For years I had a vague impression that this world was not my true home and that I’d journeyed here to perform a task that I could not understand. Only now did the whole damn mess make any sense. Heidi, Lydia, my sons, Nacroanus, and everyone else; all actors in a movie parading across my mind like film images on a screen, each one awaiting my decisions to create the next picture in the frame.
I’d grown weary of three-dimensional reality and the endless struggle to understand what is essentially empty and evil in nature. There had to be something more. But in matter, there is proof; in flesh, bone, and pain, there is reason. Why is man cursed with the fetter of ignorance and doubt? How can he ascend from the scourge of this flawed creation? Only fools try, and only the cursed refuse to surrender to the illusion.
I could not understand why the world had granted me such abundance. Genibolic provided me the kind of money most people only dream about. But none of it brought me any true happiness. I was still angry at God, angry at the world, and angry at my helplessness and inability to change what for me seemed to be nothing but a purposeless struggle.
Everywhere I went I saw the traces of suffering, in the faces of the mothers who could not afford medicine for their babies; in the starving animals abused by their keepers; in the ceaseless wars and the blatant lies expounded in the media. I did what I could to help, but it was never enough.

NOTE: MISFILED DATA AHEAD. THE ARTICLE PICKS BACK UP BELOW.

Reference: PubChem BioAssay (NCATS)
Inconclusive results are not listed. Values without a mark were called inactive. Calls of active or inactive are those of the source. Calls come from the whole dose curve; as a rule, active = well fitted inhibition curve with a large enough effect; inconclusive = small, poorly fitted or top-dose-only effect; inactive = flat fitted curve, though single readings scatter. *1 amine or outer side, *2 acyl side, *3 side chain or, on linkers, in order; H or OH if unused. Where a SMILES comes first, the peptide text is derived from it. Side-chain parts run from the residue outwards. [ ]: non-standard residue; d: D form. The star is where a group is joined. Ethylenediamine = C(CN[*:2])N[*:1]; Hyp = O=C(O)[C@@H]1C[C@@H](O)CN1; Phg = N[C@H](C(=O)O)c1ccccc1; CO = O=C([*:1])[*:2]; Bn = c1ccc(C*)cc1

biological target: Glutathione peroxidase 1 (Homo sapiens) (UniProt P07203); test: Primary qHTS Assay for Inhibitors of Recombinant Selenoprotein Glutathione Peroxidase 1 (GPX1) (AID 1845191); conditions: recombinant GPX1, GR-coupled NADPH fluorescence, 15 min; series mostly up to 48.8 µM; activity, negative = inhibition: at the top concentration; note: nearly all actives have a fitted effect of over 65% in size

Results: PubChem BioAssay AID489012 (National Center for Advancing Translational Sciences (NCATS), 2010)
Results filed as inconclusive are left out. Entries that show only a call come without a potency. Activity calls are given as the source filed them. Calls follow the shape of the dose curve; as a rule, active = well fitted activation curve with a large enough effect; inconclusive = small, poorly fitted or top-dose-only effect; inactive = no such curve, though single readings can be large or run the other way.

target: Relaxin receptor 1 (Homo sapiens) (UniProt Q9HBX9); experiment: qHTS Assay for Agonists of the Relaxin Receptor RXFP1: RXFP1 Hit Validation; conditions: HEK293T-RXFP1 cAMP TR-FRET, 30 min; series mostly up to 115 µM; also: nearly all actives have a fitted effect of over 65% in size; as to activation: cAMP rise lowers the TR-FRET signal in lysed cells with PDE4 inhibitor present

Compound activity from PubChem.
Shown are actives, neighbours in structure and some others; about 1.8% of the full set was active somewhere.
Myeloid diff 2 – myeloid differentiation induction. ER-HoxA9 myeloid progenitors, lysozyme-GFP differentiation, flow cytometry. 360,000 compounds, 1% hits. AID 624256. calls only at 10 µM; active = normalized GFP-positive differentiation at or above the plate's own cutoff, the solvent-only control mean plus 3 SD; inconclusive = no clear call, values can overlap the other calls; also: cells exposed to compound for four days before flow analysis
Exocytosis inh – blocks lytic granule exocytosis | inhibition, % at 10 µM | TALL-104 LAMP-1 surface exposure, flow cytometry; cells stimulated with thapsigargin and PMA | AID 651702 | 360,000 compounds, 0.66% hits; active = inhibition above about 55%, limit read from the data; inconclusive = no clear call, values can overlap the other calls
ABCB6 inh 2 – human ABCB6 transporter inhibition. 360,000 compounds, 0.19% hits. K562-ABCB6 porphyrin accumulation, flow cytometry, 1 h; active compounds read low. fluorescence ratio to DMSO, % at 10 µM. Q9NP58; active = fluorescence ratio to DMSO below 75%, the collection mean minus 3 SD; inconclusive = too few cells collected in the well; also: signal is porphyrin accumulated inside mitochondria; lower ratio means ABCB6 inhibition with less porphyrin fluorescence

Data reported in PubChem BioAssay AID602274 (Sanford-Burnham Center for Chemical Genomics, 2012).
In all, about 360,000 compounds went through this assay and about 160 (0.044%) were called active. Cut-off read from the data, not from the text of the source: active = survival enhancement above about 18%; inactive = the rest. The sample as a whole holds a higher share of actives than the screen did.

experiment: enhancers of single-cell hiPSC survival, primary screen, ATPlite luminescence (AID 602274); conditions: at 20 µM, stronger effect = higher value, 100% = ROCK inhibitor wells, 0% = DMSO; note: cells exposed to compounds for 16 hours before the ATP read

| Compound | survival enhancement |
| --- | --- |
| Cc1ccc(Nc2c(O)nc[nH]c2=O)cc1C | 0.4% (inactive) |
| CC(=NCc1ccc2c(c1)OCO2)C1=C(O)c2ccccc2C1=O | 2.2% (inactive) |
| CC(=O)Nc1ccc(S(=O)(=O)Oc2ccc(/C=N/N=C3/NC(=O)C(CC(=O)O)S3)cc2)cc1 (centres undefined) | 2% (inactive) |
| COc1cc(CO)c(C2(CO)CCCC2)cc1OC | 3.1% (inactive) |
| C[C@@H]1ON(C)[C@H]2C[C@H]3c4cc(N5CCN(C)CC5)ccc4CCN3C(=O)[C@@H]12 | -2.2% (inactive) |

I longed for a simpler life freed from the shackles of materialism. A life somewhere away from it all, a life with the woman I adored, a life with Heidi.
I put on my sunglasses and crossed the threshold into the material world. Adrian stepped through the portal. He smiled and gazed into the distance. He did not appear to be affected by the sunlight. I knew Adrian had found his paradise, and it was here on this earth. All he had to do was take it. His eyes were locked on the future, and I knew he could succeed in his vision.
The Sherpas chanted the sacred mantra, and the great boulder of onyx descended to the floor.
We headed towards the edge of the cliff. I wanted to look at the portal to the Cave of the Ancients one last time and etch its image in my memory. But when I turned, it was gone. Nothing remained of the entrance but a wall of solid rock lined with fissures and walls of milky, rippled ice. We’d emerged from a fantasy beyond explanation, and no evidence of our incredible journey remained.
The morning sun had awakened on the eastern ridge, its golden rays resplendent against the predawn grayish twilight. Soon a Logos of light would flood the valley far below, proclaiming the glory of creation and the wonder of consciousness.
The world was about to change, and a key to its fate now hung by a chain hung around my neck. A great burden had been placed upon me, and I wondered if I had the courage to do the duty that I now believed I’d been assigned.
I no longer trusted my reason or my heart. I understood that the power of Mammon can penetrate any fortress. The theomorphic consciousness in man is trapped in an evil parody called matter, and there are powers that want to devour this Light very badly.
A chapter in my life had come to an end and, with it, a strange new knowledge had been revealed. I’d entered the cave an atheist and emerged a seeker. Everything I’d ignored as fantasy and the curse of the hopeless, everything I’d scoffed at, now seemed plausible.
A heart is immortal and the burden of eternity beats in its chambers. The will is for sale, and the soul is its worth. The senses are easily manipulated, and I greatly feared the power of Mammon.
Copyright © 2014 by John W. Steele